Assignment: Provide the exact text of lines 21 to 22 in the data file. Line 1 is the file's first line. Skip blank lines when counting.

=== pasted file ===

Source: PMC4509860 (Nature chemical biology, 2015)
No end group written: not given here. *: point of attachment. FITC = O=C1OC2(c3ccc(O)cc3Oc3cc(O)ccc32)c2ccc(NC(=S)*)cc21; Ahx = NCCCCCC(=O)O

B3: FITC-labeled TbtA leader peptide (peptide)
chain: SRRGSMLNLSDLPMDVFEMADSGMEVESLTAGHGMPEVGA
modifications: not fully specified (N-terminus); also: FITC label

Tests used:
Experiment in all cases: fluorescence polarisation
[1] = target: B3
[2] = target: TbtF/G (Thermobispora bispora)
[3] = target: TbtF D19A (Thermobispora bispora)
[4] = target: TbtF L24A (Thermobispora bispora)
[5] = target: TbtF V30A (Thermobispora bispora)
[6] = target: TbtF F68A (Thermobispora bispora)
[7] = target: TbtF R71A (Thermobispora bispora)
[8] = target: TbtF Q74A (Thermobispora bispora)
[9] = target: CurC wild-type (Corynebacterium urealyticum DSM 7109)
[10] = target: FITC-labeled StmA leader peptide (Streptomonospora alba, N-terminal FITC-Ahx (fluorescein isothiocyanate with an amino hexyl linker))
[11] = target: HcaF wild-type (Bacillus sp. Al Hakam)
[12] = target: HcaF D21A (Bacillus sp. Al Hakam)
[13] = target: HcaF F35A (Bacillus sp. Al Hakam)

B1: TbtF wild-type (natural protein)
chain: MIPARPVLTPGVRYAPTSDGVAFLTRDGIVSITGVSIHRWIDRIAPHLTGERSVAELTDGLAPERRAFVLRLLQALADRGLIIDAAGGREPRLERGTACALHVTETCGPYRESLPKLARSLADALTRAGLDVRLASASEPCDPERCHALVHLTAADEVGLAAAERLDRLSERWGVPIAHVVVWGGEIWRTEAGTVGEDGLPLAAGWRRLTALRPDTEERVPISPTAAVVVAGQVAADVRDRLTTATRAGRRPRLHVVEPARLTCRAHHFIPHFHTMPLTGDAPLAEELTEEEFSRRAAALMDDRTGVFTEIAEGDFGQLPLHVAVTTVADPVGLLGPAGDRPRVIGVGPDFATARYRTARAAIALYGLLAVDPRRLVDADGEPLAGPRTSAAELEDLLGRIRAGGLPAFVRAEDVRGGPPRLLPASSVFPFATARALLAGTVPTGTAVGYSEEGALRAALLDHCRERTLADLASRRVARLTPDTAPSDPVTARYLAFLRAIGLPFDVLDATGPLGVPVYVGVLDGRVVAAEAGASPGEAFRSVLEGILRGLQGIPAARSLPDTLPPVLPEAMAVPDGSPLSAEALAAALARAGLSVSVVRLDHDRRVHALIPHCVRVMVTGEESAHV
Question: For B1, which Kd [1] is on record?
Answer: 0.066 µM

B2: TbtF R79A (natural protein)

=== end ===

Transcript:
B1: TbtF wild-type (natural protein)
chain: MIPARPVLTPGVRYAPTSDGVAFLTRDGIVSITGVSIHRWIDRIAPHLTGERSVAELTDGLAPERRAFVLRLLQALADRGLIIDAAGGREPRLERGTACALHVTETCGPYRESLPKLARSLADALTRAGLDVRLASASEPCDPERCHALVHLTAADEVGLAAAERLDRLSERWGVPIAHVVVWGGEIWRTEAGTVGEDGLPLAAGWRRLTALRPDTEERVPISPTAAVVVAGQVAADVRDRLTTATRAGRRPRLHVVEPARLTCRAHHFIPHFHTMPLTGDAPLAEELTEEEFSRRAAALMDDRTGVFTEIAEGDFGQLPLHVAVTTVADPVGLLGPAGDRPRVIGVGPDFATARYRTARAAIALYGLLAVDPRRLVDADGEPLAGPRTSAAELEDLLGRIRAGGLPAFVRAEDVRGGPPRLLPASSVFPFATARALLAGTVPTGTAVGYSEEGALRAALLDHCRERTLADLASRRVARLTPDTAPSDPVTARYLAFLRAIGLPFDVLDATGPLGVPVYVGVLDGRVVAAEAGASPGEAFRSVLEGILRGLQGIPAARSLPDTLPPVLPEAMAVPDGSPLSAEALAAALARAGLSVSVVRLDHDRRVHALIPHCVRVMVTGEESAHV